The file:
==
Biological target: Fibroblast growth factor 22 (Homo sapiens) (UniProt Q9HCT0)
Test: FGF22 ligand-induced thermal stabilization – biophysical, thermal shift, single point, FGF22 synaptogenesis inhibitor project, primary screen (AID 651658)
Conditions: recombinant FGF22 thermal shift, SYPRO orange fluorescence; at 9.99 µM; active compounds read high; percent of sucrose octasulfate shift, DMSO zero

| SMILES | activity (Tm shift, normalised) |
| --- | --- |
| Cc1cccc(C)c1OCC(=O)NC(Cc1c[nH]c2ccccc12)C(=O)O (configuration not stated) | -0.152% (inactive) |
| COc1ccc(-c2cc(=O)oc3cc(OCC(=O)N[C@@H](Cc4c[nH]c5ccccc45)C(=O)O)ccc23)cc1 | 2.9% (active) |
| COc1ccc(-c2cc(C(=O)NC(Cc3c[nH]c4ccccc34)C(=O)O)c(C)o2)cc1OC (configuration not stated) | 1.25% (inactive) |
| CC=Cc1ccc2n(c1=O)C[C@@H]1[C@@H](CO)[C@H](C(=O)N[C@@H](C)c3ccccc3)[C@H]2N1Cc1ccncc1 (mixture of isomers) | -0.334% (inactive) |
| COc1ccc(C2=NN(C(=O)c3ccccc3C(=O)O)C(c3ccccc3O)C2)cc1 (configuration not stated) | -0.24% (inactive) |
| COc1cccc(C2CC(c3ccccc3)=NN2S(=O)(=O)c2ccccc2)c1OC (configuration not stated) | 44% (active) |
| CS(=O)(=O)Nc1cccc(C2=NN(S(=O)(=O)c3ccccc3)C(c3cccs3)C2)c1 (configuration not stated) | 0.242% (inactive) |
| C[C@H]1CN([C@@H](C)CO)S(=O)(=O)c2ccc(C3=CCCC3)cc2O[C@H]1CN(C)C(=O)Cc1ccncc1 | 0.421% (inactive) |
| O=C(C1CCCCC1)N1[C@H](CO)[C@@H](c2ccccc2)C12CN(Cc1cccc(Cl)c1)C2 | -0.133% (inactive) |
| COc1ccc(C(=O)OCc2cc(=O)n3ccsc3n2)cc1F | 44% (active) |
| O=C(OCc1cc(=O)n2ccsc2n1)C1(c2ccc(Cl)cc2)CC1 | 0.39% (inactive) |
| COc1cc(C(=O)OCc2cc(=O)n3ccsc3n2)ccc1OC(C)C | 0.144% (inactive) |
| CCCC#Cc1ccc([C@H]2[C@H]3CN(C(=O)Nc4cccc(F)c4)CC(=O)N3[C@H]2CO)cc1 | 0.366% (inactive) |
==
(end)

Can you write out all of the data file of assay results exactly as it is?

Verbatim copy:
Biological target: Fibroblast growth factor 22 (Homo sapiens) (UniProt Q9HCT0)
Test: FGF22 ligand-induced thermal stabilization – biophysical, thermal shift, single point, FGF22 synaptogenesis inhibitor project, primary screen (AID 651658)
Conditions: recombinant FGF22 thermal shift, SYPRO orange fluorescence; at 9.99 µM; active compounds read high; percent of sucrose octasulfate shift, DMSO zero

| SMILES | activity (Tm shift, normalised) |
| --- | --- |
| Cc1cccc(C)c1OCC(=O)NC(Cc1c[nH]c2ccccc12)C(=O)O (configuration not stated) | -0.152% (inactive) |
| COc1ccc(-c2cc(=O)oc3cc(OCC(=O)N[C@@H](Cc4c[nH]c5ccccc45)C(=O)O)ccc23)cc1 | 2.9% (active) |
| COc1ccc(-c2cc(C(=O)NC(Cc3c[nH]c4ccccc34)C(=O)O)c(C)o2)cc1OC (configuration not stated) | 1.25% (inactive) |
| CC=Cc1ccc2n(c1=O)C[C@@H]1[C@@H](CO)[C@H](C(=O)N[C@@H](C)c3ccccc3)[C@H]2N1Cc1ccncc1 (mixture of isomers) | -0.334% (inactive) |
| COc1ccc(C2=NN(C(=O)c3ccccc3C(=O)O)C(c3ccccc3O)C2)cc1 (configuration not stated) | -0.24% (inactive) |
| COc1cccc(C2CC(c3ccccc3)=NN2S(=O)(=O)c2ccccc2)c1OC (configuration not stated) | 44% (active) |
| CS(=O)(=O)Nc1cccc(C2=NN(S(=O)(=O)c3ccccc3)C(c3cccs3)C2)c1 (configuration not stated) | 0.242% (inactive) |
| C[C@H]1CN([C@@H](C)CO)S(=O)(=O)c2ccc(C3=CCCC3)cc2O[C@H]1CN(C)C(=O)Cc1ccncc1 | 0.421% (inactive) |
| O=C(C1CCCCC1)N1[C@H](CO)[C@@H](c2ccccc2)C12CN(Cc1cccc(Cl)c1)C2 | -0.133% (inactive) |
| COc1ccc(C(=O)OCc2cc(=O)n3ccsc3n2)cc1F | 44% (active) |
| O=C(OCc1cc(=O)n2ccsc2n1)C1(c2ccc(Cl)cc2)CC1 | 0.39% (inactive) |
| COc1cc(C(=O)OCc2cc(=O)n3ccsc3n2)ccc1OC(C)C | 0.144% (inactive) |
| CCCC#Cc1ccc([C@H]2[C@H]3CN(C(=O)Nc4cccc(F)c4)CC(=O)N3[C@H]2CO)cc1 | 0.366% (inactive) |